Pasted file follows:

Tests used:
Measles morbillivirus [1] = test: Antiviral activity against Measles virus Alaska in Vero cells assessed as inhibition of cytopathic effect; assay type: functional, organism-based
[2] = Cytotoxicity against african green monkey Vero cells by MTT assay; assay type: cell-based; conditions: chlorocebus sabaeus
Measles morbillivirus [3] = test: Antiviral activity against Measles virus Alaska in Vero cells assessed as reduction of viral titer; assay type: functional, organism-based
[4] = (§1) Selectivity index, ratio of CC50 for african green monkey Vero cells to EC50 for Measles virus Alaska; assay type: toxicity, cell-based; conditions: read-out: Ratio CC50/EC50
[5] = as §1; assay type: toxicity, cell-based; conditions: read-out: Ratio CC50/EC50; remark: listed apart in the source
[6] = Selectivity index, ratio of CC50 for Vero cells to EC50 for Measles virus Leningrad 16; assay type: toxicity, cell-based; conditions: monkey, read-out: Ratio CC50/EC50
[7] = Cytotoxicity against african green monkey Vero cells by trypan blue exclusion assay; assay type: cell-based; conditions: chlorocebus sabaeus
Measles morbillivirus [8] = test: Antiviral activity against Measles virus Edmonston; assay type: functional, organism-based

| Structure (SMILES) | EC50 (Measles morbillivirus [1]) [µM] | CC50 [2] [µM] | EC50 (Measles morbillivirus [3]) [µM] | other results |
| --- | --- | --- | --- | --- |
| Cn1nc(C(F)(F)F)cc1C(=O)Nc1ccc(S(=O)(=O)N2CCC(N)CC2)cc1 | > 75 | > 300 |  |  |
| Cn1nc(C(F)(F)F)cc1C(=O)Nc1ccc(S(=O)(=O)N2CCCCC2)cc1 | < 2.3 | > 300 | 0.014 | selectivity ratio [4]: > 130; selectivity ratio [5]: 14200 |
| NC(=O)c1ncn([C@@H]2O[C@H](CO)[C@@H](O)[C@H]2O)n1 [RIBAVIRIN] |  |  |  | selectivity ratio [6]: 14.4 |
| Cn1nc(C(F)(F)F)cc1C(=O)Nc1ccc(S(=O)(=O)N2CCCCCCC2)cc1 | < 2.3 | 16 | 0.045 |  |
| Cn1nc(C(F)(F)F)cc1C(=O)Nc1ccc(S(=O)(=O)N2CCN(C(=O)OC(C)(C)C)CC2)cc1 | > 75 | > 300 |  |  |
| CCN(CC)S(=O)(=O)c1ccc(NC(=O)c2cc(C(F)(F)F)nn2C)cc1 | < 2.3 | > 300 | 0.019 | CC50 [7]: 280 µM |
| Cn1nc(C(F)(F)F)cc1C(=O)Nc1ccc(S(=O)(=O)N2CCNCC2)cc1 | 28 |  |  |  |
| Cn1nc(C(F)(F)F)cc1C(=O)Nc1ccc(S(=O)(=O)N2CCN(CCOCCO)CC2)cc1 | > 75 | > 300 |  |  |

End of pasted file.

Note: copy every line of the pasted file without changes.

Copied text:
Tests used:
Measles morbillivirus [1] = test: Antiviral activity against Measles virus Alaska in Vero cells assessed as inhibition of cytopathic effect; assay type: functional, organism-based
[2] = Cytotoxicity against african green monkey Vero cells by MTT assay; assay type: cell-based; conditions: chlorocebus sabaeus
Measles morbillivirus [3] = test: Antiviral activity against Measles virus Alaska in Vero cells assessed as reduction of viral titer; assay type: functional, organism-based
[4] = (§1) Selectivity index, ratio of CC50 for african green monkey Vero cells to EC50 for Measles virus Alaska; assay type: toxicity, cell-based; conditions: read-out: Ratio CC50/EC50
[5] = as §1; assay type: toxicity, cell-based; conditions: read-out: Ratio CC50/EC50; remark: listed apart in the source
[6] = Selectivity index, ratio of CC50 for Vero cells to EC50 for Measles virus Leningrad 16; assay type: toxicity, cell-based; conditions: monkey, read-out: Ratio CC50/EC50
[7] = Cytotoxicity against african green monkey Vero cells by trypan blue exclusion assay; assay type: cell-based; conditions: chlorocebus sabaeus
Measles morbillivirus [8] = test: Antiviral activity against Measles virus Edmonston; assay type: functional, organism-based

| Structure (SMILES) | EC50 (Measles morbillivirus [1]) [µM] | CC50 [2] [µM] | EC50 (Measles morbillivirus [3]) [µM] | other results |
| --- | --- | --- | --- | --- |
| Cn1nc(C(F)(F)F)cc1C(=O)Nc1ccc(S(=O)(=O)N2CCC(N)CC2)cc1 | > 75 | > 300 |  |  |
| Cn1nc(C(F)(F)F)cc1C(=O)Nc1ccc(S(=O)(=O)N2CCCCC2)cc1 | < 2.3 | > 300 | 0.014 | selectivity ratio [4]: > 130; selectivity ratio [5]: 14200 |
| NC(=O)c1ncn([C@@H]2O[C@H](CO)[C@@H](O)[C@H]2O)n1 [RIBAVIRIN] |  |  |  | selectivity ratio [6]: 14.4 |
| Cn1nc(C(F)(F)F)cc1C(=O)Nc1ccc(S(=O)(=O)N2CCCCCCC2)cc1 | < 2.3 | 16 | 0.045 |  |
| Cn1nc(C(F)(F)F)cc1C(=O)Nc1ccc(S(=O)(=O)N2CCN(C(=O)OC(C)(C)C)CC2)cc1 | > 75 | > 300 |  |  |
| CCN(CC)S(=O)(=O)c1ccc(NC(=O)c2cc(C(F)(F)F)nn2C)cc1 | < 2.3 | > 300 | 0.019 | CC50 [7]: 280 µM |
| Cn1nc(C(F)(F)F)cc1C(=O)Nc1ccc(S(=O)(=O)N2CCNCC2)cc1 | 28 |  |  |  |
| Cn1nc(C(F)(F)F)cc1C(=O)Nc1ccc(S(=O)(=O)N2CCN(CCOCCO)CC2)cc1 | > 75 | > 300 |  |  |